This Bentley ute conversion might be peak Australia

1956 Bentley S1 Pickup front 3/4

Let's say you need a pickup truck but your refined tastes find the King Ranch trim level of a Ford F-150 too...low-brow, perhaps? Well, you're in luck—on May 11, 2019 Silverstone Auctions of the UK will put a 1956 Bentley S1 pickup on the auction block, hopefully sending “the world's poshest ute” to a new home.

Ettore Bugatti might not given it such a complimentary moniker. He once famously dismissed his British competition as the maker of “the world's fastest lorries”, using the British term for big commercial trucks, and he was referring to the cars.

This custom pickup started out as a conventional 1956 Bentley S1, purchased new in London by Charles Lloyd-Jones, whose family owned the oldest department store chain in Australia. Jones later sold the six-cylinder right-hand-drive sedan to William Keith Rous, more formally known as the Right Honourable 6th Earl of Stradbroke, who took it to Australia, where he lived.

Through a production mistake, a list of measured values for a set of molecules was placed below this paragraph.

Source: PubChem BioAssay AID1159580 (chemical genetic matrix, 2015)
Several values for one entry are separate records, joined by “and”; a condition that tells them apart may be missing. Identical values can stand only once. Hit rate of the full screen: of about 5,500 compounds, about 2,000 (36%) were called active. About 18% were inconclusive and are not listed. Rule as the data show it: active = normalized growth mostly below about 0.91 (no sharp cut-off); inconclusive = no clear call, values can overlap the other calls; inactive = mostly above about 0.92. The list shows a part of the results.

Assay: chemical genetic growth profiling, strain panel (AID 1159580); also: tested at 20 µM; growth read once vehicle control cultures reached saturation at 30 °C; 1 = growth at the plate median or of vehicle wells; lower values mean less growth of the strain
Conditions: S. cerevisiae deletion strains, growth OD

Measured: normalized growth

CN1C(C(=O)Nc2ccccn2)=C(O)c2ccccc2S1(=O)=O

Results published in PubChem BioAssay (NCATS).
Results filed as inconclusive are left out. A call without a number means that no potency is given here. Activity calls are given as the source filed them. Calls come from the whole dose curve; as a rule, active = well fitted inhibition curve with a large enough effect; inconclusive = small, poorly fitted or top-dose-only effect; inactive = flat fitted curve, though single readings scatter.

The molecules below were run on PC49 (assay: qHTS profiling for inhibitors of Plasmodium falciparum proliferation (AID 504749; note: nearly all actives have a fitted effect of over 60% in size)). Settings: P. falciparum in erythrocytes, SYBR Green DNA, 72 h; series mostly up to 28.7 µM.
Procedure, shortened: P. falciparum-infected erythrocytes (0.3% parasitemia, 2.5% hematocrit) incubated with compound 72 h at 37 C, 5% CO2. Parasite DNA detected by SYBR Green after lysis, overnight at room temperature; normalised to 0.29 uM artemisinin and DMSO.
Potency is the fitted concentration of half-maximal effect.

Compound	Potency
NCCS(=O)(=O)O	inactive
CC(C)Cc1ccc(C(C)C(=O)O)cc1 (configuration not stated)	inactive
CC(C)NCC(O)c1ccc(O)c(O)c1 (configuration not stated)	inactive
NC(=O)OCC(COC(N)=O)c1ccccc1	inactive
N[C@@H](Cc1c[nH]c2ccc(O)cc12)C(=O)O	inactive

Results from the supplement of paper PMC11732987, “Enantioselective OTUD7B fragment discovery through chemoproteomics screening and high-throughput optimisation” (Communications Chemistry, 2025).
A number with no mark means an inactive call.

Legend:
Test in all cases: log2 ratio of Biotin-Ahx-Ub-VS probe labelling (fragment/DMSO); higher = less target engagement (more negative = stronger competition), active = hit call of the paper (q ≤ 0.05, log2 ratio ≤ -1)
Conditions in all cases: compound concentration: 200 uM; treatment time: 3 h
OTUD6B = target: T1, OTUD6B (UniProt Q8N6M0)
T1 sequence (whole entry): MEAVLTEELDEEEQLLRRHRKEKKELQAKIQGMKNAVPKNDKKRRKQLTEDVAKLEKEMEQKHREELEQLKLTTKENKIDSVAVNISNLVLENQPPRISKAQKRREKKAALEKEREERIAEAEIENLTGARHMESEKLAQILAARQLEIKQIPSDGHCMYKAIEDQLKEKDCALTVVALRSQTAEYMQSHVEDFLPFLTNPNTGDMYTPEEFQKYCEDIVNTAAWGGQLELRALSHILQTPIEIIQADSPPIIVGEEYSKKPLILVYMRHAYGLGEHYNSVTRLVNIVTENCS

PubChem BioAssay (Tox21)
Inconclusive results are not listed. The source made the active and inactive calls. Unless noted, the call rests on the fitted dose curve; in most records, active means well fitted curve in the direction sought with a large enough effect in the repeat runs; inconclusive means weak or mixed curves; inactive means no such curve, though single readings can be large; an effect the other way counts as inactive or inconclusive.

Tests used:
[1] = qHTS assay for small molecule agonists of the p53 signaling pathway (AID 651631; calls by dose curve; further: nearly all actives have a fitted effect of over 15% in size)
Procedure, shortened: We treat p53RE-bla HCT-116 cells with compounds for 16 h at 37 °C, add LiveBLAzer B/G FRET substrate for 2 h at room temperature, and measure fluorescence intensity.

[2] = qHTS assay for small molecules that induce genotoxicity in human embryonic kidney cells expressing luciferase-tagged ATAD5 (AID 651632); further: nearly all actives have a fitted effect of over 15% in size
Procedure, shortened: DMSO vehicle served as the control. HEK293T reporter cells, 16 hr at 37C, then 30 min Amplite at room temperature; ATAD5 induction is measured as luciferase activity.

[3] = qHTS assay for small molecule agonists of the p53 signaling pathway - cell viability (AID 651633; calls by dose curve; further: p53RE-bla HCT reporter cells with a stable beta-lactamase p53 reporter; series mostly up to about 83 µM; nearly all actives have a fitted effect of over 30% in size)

1956 Bentley S1 Pickup tailgate
1956 Bentley S1 Pickup hood ornament
1956 Bentley S1 Pickup interior
1956 Bentley S1 Pickup front

Australians love their “utes”, car-based pickups similar to the Chevy El Camino or Ford Ranchero. Perhaps that's why the Earl had New South Wales coachbuilder George Williams convert his S1 to a pickup truck with a beautiful hardwood bed taking up the back half of the vehicle, while keeping the sweeping rear fenders of the original coachwork. The Earl certainly didn’t mind people knowing he could afford a custom Bentley either; he had it painted a bright banana yellow, with the name of his cattle farm on the doors and the image of a Black Angus steer on the center-hinged hood.

In 2011, Rous donated the car to the Trinity Grammar School, which promptly auctioned it to raise funds for a new library for the school. In 2012 an unidentified buyer took the Bentley pickup back to the UK,where it has been in a private collection until now.

The Bentley ute is a little worse for wear, but not terrible given its age. The wood bed, which appears to have been made from mahogany or a similar species, could use refinishing, and there's some peeling paint, and a few dents, as well as a little rust creeping around the edges.

The auction house estimates that it will sell for between $32,500 and $39,000. That's a bit of a premium over what our data says a four door 1956 Bentley S1 Standard Steel in similar condition should cost ($22,900), but then you probably aren't going to find another Bentley pickup truck at all, let alone one cheaper.